I don't think there's a series more fitting of a total reboot, but if Michael Bay needs to keep making these movies, at least this is a step in the right direction.
I'll say this upfront: the first three Transformers movies were utter crap, only marginally saved by Peter Cullen's earnest voice performance as Optimus Prime and the bloated spectacle for which Michael Bay is famous. As for everything else in those first three movies? Well, the series has been marred by cheesy and occasionally racist humor, paper thin plots, and dialogue that makes George Lucas look like a word smith. How does this one compare?
Age of Extinction has several things going for it, especially in comparison to the first three films. The cast is better, and so is the acting. The characters, while thinly sketched, are a marked improvement over anything the series has done before. Lastly, the plot, while stretched and convoluted, at least made some logical sense.
Mark Wahlberg is not my favorite actor by a long shot, but here he works as an earnest but eccentric inventor who is also a single dad. His character Cade Yeager functions as the core to the human story, but unfortunately he's not alone. Along for the ride is his teenage daughter Tessa (Nicola Peltz) and her dull boyfriend Shane (Jack Reynor).
At first Tessa seems like a strong capable character, but she quickly slips into a helpless female persona as soon as Shane is introduced. She is then reduced even further to the point where she is nothing more than a character the male leads have to rescue, and then drag along as the action ramps up. Still she's never as annoying or pointless as Sam Witwicky (Shia LaBeouf) or either of his girlfriends, but that's probably damning with faint praise.
Thankfully most of rest of the human characters were a lot more fun. Kelsey Grammer plays the primary human antagonist, a marvelously shady character. But I think he's overshadowed (pun intended) slightly by Titus Welliver's turn as a badass CIA black ops commander. Stanley Tucci also gives a fun performance as a mildly slimy tech CEO. Unfortunately, Sophia Myles doesn't get much to do as a field scientist for Tucci's company.
Then there are the Transformers themselves, where we finally have some major progress. I won't say much about the Dinobots, except they are not as relevant as I would've liked. Still, all three new Autobots really shine both in appearance and personality, specifically Hound (voiced by John Goodman). Lockdown, one of the main antagonists, is also very well done. He's an impressive example of what Bay probably had in mind when he approved the designs for the Transformers back when the original was made.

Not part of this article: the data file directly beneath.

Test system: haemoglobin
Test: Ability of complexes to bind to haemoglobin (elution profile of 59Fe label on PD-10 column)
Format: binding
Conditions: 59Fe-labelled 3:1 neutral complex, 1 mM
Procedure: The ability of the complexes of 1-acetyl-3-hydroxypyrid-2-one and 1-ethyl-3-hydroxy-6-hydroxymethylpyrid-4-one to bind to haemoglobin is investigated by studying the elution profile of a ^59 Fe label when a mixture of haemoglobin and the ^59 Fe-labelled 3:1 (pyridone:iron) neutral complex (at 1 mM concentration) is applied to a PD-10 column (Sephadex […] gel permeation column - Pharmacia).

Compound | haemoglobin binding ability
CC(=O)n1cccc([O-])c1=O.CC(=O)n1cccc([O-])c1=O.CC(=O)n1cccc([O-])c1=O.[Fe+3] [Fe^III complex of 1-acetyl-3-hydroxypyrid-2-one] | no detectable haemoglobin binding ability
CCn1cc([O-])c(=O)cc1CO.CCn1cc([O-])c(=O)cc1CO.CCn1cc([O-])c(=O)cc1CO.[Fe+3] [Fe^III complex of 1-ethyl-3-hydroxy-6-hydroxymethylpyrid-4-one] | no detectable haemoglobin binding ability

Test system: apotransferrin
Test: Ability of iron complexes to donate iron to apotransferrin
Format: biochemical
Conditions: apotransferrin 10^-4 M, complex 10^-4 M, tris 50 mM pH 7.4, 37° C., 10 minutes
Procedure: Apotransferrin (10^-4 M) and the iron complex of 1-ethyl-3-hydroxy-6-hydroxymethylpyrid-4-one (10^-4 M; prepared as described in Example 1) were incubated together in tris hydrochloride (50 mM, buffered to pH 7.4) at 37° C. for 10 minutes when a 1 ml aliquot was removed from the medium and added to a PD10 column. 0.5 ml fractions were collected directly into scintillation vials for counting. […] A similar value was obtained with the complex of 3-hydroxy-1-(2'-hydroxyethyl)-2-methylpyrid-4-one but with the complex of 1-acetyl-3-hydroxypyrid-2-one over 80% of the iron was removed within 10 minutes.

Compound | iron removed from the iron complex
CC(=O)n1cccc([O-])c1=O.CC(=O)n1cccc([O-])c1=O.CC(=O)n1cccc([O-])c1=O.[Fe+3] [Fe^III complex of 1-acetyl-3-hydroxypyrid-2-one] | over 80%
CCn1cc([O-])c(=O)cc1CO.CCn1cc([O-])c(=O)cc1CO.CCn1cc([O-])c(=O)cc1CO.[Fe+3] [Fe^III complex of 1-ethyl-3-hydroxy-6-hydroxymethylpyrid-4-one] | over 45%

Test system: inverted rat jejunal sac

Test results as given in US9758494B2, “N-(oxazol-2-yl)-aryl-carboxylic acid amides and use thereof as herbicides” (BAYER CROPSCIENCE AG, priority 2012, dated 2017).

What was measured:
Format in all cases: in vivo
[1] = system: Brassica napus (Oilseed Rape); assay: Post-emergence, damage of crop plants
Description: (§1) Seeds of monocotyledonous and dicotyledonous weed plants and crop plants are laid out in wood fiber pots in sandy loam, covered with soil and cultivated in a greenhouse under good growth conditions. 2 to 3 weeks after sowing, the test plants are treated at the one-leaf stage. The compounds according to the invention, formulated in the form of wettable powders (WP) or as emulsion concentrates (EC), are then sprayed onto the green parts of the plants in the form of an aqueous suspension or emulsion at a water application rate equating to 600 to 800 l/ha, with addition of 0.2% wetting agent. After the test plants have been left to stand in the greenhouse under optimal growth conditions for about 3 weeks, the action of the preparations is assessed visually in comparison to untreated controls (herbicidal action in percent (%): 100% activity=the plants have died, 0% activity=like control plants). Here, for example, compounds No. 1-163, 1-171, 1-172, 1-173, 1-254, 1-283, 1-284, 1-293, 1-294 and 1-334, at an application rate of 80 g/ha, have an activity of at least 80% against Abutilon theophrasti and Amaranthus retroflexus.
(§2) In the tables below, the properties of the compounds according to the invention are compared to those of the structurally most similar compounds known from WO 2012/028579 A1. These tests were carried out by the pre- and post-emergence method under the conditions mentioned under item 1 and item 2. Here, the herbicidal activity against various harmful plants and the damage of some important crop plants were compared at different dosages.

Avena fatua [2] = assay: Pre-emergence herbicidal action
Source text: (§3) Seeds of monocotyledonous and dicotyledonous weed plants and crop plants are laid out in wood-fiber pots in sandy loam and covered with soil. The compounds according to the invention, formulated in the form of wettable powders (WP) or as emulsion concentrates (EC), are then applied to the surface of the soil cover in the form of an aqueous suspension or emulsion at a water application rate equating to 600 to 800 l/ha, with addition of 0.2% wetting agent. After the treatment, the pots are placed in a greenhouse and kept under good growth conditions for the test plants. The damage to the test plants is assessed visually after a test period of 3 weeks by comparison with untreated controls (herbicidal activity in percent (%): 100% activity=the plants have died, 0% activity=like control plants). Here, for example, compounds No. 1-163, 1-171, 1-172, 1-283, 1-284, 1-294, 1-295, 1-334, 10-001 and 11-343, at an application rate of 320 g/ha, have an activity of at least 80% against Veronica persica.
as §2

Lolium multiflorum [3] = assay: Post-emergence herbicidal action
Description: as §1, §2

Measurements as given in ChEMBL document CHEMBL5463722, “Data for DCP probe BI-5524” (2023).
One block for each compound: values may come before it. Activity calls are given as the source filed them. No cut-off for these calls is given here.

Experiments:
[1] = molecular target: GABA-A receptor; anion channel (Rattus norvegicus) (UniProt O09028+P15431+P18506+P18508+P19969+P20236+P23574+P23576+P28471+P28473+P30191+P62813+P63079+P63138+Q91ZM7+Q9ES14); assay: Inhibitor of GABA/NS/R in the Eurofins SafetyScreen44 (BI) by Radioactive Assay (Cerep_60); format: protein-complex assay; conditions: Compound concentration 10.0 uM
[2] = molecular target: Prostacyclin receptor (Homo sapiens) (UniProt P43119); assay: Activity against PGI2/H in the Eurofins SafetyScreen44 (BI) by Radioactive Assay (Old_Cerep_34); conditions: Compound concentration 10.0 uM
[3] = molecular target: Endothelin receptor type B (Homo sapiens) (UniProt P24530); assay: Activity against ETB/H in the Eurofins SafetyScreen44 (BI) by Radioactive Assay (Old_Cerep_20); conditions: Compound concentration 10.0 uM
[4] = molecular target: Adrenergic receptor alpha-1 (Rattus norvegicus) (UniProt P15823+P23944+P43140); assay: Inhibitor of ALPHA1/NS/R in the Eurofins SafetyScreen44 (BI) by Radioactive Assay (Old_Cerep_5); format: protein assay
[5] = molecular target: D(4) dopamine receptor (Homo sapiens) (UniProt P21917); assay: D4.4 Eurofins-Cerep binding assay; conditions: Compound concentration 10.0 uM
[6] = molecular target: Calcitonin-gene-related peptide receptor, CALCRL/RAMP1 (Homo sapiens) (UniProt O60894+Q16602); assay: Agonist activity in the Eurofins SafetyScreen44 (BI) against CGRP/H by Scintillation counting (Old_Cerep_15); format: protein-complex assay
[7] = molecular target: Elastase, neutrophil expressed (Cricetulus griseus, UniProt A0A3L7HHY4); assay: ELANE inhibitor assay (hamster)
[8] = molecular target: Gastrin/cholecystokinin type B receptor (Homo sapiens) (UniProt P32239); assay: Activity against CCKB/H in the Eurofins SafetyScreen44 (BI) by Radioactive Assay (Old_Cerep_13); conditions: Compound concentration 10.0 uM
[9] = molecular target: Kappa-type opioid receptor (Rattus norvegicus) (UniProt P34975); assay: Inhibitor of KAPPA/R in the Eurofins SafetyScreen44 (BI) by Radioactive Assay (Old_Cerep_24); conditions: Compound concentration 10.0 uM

The main point is, all the characters, both human and robot, worked on some level at least -- especially the villains, who were set up really well very early on in the movie. Because of that, I was finally able to root for the heroes to win and the villains to lose, and in that respect this was a very successful film.
There were also a pretty heavy set of conflicting, incoherent messages running throughout the plot. For example: there was a distinctly anti-establishment theme focused on the main heroes, but they also had an underlying patriotism that undermined that theme. The way the intelligence operatives acted was practically at an SS level of fascism, including lying to their own government and hunting down both allies and enemies simply because they were 'alien'. This created an interesting moral dilemma for the Autobots to work through, which was probably the most successful plot element in the movie.
Then there were the corporate characters who were painted not only as opportunistic, profit minded, and heartless, but somehow also sympathetic and even occasionally heroic. Specifically, Tucci's character, who probably has the best 'arc' in the film, was wildly unbalanced. In the end there was definitely a pro-scientist feel, but at the same time the message was that science should be treated with kid gloves, because sometimes inventions are the bane of society. In other words, the messaging was a mess.
Although there was some of Bay's trademark juvenile humor, at least it wasn't nearly as eye-rollingly bad as it was in the rest of the series.
There was one obviously racially cast character, but although painfully stereotypical, he actually worked because he was voiced by the wonderful Ken Watanabe.
Frank Welker returned to voice a new character named Galvatron, whom any fan of the original cartoons might remember pretty well. This was a lot of fun because Welker voiced Megatron in the first Transformers movie from the 1980's, which was famous for the death of Optimus Prime.
This might be a small thing, but the voice actors are never billed at the same level as the human characters. This was Optimus Prime's movie, and Peter Cullen didn't get first or second billing. I know this is contractual, but it always bugs me.
The visual designs of Lockdown's spaceship were fascinating, and for the first time organic aliens were introduced even though they were basically used as set dressing.
The Dinobots were never named, which was disappointing, I wanted Grimlock to say his name at least once.
Even with uneven themes, sketchy writing and acting, and a plot that was far too complicated, this was a decently made explosion-filled feast for the eyes, with some of the best (and oddly, worst) special effects work I've seen in a while. It runs almost three hours long though, and could've been made better by some judicial script clean up or post production editing. That being said, at least it was fun and overall I didn't have any major problems with it.
2 1/2 out of 4 Giant robot dinosaurs
J.D. Balthazar is a confirmed nerd who loves most things sci-fi or fantasy-related. He reviews Arrow and Farscape and cool new movies that strike his fancy.